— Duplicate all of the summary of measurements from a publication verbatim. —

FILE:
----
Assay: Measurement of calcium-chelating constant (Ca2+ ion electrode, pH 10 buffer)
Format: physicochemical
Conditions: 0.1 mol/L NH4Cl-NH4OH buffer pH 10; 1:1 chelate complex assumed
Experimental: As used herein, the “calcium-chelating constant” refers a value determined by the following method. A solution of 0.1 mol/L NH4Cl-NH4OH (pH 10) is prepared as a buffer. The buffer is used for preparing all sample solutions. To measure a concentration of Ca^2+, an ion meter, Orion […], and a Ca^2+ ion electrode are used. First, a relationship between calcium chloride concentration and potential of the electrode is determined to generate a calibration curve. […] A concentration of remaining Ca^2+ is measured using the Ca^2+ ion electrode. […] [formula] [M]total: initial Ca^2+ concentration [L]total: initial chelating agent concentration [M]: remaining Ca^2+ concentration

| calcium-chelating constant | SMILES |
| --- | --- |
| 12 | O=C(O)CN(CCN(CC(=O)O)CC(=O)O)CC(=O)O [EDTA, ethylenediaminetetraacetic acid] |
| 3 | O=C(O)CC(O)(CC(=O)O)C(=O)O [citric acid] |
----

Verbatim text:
Assay: Measurement of calcium-chelating constant (Ca2+ ion electrode, pH 10 buffer)
Format: physicochemical
Conditions: 0.1 mol/L NH4Cl-NH4OH buffer pH 10; 1:1 chelate complex assumed
Experimental: As used herein, the “calcium-chelating constant” refers a value determined by the following method. A solution of 0.1 mol/L NH4Cl-NH4OH (pH 10) is prepared as a buffer. The buffer is used for preparing all sample solutions. To measure a concentration of Ca^2+, an ion meter, Orion […], and a Ca^2+ ion electrode are used. First, a relationship between calcium chloride concentration and potential of the electrode is determined to generate a calibration curve. […] A concentration of remaining Ca^2+ is measured using the Ca^2+ ion electrode. […] [formula] [M]total: initial Ca^2+ concentration [L]total: initial chelating agent concentration [M]: remaining Ca^2+ concentration

| calcium-chelating constant | SMILES |
| --- | --- |
| 12 | O=C(O)CN(CCN(CC(=O)O)CC(=O)O)CC(=O)O [EDTA, ethylenediaminetetraacetic acid] |
| 3 | O=C(O)CC(O)(CC(=O)O)C(=O)O [citric acid] |